The Environmental Protection Agency recommends that you test your home for radon. You can't see radon. And you can't smell or taste it. But it may be a problem in your home. Radon is estimated to cause many thousands of deaths each year. That's because when you breathe air containing radon, you can get lung cancer. In fact, the Surgeon General has warned that radon is the second leading cause of lung cancer in the United States today. Radon (a radioactive gas) comes from the natural breakdown of uranium in the soil, rock and water and gets into the air you breathe. Radon can be found all over the U.S., and can get into any type of building. Your greatest exposure is at home, where you spend most of your time.

Testing is the only way you know if you and your family are at risk from radon.

Nearly 1 out of every 15 homes in the U.S. is estimated to have elevated radon levels, and we have frequently found elevated radon levels (4 pCi/L or higher) in Western Massachusetts homes.

Radon in your home's indoor air can come from two sources; the soil or the water supply. Of the two, radon entering through the soil is a much larger risk. A radon in water problem is more likely when it's source is a private well or public supply that uses a ground system.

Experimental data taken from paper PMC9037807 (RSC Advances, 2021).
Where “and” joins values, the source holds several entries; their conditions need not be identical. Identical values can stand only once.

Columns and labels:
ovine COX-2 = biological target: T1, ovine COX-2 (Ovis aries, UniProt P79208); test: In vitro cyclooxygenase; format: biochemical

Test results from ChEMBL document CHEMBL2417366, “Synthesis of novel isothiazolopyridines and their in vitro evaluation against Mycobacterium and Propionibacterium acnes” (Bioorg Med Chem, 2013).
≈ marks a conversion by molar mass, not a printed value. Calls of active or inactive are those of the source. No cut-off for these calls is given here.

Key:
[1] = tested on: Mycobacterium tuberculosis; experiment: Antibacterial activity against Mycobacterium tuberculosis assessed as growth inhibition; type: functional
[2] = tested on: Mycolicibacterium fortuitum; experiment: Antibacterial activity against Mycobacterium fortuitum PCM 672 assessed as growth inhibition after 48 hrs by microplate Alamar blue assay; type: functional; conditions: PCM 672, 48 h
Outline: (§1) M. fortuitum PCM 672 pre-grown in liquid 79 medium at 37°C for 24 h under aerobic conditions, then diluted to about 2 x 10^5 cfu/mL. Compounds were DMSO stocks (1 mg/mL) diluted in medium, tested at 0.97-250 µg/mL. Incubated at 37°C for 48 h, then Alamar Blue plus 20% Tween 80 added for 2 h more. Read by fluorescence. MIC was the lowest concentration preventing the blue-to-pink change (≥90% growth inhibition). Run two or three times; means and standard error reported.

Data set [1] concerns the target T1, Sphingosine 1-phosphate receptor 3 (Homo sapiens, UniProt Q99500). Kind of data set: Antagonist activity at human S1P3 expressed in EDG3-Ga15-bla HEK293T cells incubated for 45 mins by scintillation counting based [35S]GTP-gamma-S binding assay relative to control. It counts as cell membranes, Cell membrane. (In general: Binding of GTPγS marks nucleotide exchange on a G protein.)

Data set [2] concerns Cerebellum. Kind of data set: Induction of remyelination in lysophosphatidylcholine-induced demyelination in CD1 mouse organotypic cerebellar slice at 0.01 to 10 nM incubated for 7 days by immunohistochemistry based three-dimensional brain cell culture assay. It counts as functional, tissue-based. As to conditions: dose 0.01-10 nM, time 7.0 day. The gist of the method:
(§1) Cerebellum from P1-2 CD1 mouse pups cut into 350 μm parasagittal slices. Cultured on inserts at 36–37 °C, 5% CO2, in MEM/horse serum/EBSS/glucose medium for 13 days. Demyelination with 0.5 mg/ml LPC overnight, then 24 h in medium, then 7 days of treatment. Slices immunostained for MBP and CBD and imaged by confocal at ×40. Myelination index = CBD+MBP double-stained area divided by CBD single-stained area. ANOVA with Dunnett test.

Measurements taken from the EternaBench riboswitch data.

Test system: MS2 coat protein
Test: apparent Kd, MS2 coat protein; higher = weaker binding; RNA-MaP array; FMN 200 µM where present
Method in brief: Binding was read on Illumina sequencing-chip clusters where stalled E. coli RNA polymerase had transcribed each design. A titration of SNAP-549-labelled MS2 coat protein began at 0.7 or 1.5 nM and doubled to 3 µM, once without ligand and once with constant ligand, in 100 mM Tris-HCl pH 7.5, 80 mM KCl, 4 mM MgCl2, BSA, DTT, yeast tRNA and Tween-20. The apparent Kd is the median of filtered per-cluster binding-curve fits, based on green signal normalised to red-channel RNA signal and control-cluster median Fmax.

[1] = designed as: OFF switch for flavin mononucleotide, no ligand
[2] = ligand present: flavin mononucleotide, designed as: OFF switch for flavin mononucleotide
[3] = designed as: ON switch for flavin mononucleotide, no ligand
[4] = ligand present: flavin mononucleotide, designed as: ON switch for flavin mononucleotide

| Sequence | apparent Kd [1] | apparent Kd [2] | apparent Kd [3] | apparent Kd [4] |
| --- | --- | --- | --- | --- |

Cummings & Cioch recommends that you test your home for radon.

Should you test your home for radon during the inspection period of your purchase and sale contract, you have an opportunity to decide how you wish to proceed; do you want to incur mitigation costs or would you prefer to negotiate this expense with the homeowner?  If you are planning any major structural renovation, such as converting an unfinished basement area into living space, it is especially important to test for radon.

What's involved in testing your home?

We place two liquid scintillation vials in the basement of your home for 48 to 96 hours.  They will be retrieved, sent to a lab and results are available by phone or the internet. We try to accommodate the short inspection period that most buyers and sellers are working within.  The fee for this service is typically $95.

Want to learn more?  Click here.. for more information provided by the EPA.

 Serving Western Massachusetts & Northern Connecticut
Phone: (413) 562-7099